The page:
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Our blog discussing workplace safety opportunities in Nova Scotia and around the world.


Trucking safety during COVID-19

The COVID-19 pandemic has put a spotlight on the important role trucking and transportation play in our daily lives. Right now on highways across Nova Scotia, truck drivers are carrying a broad range of goods, including life-saving medical supplies for workers on the front lines in health care. 

They’re also helping the rest of us do our part to flatten the curve, by making sure the grocery stores, food services, and other businesses we rely on for supplies remain well stocked.

Driving a truck is a tough job at the best of times. Long hours alone, spent mostly far from home make trucking more a lifestyle than a job. Doing the job safely is an ongoing challenge for employers and workers. Continued training helps employers and drivers understand how to manage the risks like fatigue, distracted driving, slips and falls, and changing road and weather conditions. With COVID-19, working safely in this sector has become even more challenging.

The public health directives that are helping reduce the risk of COVID-19 for all Nova Scotians include social/physical distancing and sanitation requirements that are having an impact on the way truckers work. 

Pick-ups and drop offs have new safety processes, and many of the rest stops truckers rely on are now closed. For those who travel long distance across provincial or national borders, there’s the added concern of being at higher risk for getting the virus. Plus, because of the pandemic there have been changes to regulations such as hours of work, which may result in truckers being more tired.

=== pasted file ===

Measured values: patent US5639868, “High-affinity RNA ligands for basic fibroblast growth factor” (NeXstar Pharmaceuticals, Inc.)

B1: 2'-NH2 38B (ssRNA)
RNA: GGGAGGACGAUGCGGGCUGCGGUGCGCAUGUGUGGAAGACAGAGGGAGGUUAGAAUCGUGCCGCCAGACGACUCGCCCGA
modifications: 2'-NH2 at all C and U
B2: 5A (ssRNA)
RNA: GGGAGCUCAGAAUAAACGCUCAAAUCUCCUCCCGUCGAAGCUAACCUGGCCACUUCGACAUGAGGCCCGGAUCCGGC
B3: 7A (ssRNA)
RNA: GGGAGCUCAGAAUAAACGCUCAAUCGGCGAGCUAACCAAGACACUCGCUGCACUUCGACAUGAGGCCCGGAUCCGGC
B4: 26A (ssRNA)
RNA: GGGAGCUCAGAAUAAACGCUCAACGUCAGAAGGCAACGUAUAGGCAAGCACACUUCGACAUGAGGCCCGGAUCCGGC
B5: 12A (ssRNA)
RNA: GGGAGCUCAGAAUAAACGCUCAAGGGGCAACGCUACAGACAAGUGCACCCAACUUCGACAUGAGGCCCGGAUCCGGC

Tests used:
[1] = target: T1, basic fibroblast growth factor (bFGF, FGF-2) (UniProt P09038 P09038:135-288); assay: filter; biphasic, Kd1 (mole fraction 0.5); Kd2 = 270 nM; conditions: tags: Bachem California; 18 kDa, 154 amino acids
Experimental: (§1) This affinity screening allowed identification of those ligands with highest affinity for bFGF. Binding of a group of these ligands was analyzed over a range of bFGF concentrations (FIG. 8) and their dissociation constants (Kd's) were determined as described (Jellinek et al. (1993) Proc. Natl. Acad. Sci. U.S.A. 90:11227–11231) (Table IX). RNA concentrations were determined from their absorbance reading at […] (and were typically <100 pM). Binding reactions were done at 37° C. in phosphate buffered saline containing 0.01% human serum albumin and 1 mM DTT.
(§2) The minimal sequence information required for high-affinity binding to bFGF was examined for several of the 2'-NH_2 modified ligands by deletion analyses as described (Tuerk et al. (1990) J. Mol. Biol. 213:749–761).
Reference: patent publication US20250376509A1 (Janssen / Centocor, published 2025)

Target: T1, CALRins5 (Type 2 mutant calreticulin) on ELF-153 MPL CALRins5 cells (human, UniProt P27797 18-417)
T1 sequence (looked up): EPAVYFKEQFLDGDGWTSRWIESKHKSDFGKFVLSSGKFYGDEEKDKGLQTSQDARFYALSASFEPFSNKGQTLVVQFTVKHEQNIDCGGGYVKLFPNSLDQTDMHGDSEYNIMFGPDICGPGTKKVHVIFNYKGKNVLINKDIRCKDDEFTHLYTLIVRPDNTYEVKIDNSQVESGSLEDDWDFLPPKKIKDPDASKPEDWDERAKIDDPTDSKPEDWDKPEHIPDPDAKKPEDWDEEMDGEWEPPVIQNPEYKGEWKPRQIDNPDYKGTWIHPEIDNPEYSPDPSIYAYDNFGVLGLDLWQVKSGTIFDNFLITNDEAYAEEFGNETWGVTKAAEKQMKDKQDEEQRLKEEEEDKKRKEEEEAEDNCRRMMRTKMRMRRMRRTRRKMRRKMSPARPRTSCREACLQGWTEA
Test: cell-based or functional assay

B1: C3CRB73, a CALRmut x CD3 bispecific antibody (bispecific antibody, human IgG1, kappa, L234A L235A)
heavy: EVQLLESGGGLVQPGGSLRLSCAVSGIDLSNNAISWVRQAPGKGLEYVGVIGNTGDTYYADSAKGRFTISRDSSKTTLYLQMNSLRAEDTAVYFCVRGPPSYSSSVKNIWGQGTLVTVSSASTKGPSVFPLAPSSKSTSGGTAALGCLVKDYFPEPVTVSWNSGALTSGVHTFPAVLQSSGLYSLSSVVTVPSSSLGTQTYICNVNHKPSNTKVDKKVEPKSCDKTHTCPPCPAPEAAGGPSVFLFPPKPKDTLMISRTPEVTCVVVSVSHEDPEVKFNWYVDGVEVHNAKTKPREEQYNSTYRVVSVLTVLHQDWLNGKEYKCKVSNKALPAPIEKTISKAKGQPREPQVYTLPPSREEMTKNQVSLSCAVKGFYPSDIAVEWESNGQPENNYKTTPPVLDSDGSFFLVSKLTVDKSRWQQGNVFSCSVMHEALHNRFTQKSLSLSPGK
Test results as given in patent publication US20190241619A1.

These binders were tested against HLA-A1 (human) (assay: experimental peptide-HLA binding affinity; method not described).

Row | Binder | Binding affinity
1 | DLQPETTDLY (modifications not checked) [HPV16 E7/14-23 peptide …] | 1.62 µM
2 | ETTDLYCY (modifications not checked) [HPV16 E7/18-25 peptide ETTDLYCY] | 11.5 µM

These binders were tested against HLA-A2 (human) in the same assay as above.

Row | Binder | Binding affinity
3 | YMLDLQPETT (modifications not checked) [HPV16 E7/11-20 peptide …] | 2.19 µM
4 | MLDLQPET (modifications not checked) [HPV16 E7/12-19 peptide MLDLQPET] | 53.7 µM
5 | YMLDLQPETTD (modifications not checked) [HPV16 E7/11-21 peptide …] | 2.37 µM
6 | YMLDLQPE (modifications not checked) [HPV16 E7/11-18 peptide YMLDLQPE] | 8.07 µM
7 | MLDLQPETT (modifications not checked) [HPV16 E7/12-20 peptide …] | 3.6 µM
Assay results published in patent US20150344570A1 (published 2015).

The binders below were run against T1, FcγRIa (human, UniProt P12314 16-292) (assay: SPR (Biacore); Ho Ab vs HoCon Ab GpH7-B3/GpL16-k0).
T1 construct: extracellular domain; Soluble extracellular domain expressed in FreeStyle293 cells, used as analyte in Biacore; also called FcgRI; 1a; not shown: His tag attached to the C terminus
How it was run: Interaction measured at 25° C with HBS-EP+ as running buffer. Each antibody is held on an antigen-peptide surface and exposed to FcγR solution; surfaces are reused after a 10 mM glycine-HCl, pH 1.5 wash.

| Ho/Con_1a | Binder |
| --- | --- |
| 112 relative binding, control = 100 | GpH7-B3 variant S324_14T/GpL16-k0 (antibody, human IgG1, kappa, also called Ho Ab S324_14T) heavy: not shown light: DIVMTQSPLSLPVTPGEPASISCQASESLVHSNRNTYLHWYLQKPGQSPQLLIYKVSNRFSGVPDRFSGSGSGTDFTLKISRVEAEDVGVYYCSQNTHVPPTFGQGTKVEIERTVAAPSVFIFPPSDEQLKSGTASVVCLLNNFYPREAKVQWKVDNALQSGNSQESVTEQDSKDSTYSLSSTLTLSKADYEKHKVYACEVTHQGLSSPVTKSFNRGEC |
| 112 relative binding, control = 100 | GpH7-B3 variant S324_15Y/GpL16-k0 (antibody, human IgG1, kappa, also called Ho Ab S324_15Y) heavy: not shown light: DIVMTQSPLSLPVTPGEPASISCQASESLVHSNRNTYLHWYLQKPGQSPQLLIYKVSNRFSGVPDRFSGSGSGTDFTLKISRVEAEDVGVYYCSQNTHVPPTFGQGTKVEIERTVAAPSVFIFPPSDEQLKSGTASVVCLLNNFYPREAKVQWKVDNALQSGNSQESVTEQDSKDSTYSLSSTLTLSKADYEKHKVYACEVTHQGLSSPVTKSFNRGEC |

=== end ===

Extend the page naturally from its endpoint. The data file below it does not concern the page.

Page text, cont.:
According to the Canadian Trucking Alliance, it’s vitally important for employers and drivers to support working safely all the time, but especially during the pandemic. The Alliance has developed COVID-19 safe working guidelines that consider the unique needs of the sector. Top safety tips for drivers include:

  • Putting safety first: Always being well-rested and alert on the road
  • Using technology – like cell phones, iPads and radios – in place of face-to-face contact; with co-workers and with customers
  • Avoiding high-traffic gathering points like rest stops, lounges and repair shops; and maintaining a safe distance whenever you need to visit these places
  • Washing hands often, and using wipes to regularly clean the inside of the cab, door handles, pens, clip boards, and any other high-touch surfaces
  • Keeping the lines of communication open with dispatch and co-workers, in order to receive updates or report issues

For the employers and truck drivers currently doing the important work of keeping the supply chain lines open in Nova Scotia and beyond, more information on how to protect your health and safety during the pandemic is available at cantruck.ca. The Nova Scotia Trucking Association (NSTSA) also offers tips and tools on its website, and on Twitter @NS_SafeTrucking

 




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